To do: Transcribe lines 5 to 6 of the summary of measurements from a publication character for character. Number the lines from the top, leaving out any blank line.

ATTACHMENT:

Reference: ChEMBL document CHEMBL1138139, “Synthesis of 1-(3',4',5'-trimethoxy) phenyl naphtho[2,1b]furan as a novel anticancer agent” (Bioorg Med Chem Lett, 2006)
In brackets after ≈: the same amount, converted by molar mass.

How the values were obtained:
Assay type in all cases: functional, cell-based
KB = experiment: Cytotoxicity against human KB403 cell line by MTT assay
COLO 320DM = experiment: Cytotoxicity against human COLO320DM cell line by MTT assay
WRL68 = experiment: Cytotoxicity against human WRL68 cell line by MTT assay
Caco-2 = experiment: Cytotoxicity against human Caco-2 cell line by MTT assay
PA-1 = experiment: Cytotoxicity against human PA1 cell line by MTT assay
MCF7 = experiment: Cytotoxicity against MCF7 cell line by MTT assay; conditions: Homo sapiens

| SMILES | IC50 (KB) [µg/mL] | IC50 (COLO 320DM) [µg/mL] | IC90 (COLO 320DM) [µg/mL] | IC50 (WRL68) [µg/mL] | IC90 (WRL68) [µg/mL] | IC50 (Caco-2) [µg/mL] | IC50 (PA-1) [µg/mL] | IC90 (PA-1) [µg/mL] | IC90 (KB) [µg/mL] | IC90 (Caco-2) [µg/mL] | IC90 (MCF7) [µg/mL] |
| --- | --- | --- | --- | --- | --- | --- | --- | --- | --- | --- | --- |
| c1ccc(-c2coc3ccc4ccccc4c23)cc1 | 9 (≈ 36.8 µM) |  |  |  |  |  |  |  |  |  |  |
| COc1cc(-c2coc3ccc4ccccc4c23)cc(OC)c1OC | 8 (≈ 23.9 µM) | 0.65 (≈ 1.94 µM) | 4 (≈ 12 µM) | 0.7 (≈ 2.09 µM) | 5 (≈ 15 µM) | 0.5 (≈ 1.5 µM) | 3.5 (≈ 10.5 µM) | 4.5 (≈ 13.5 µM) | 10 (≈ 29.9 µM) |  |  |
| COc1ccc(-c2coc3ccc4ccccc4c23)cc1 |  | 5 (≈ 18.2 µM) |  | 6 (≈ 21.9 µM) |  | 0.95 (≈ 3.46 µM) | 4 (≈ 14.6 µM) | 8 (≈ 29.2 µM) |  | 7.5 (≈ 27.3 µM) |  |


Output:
KB = experiment: Cytotoxicity against human KB403 cell line by MTT assay
COLO 320DM = experiment: Cytotoxicity against human COLO320DM cell line by MTT assay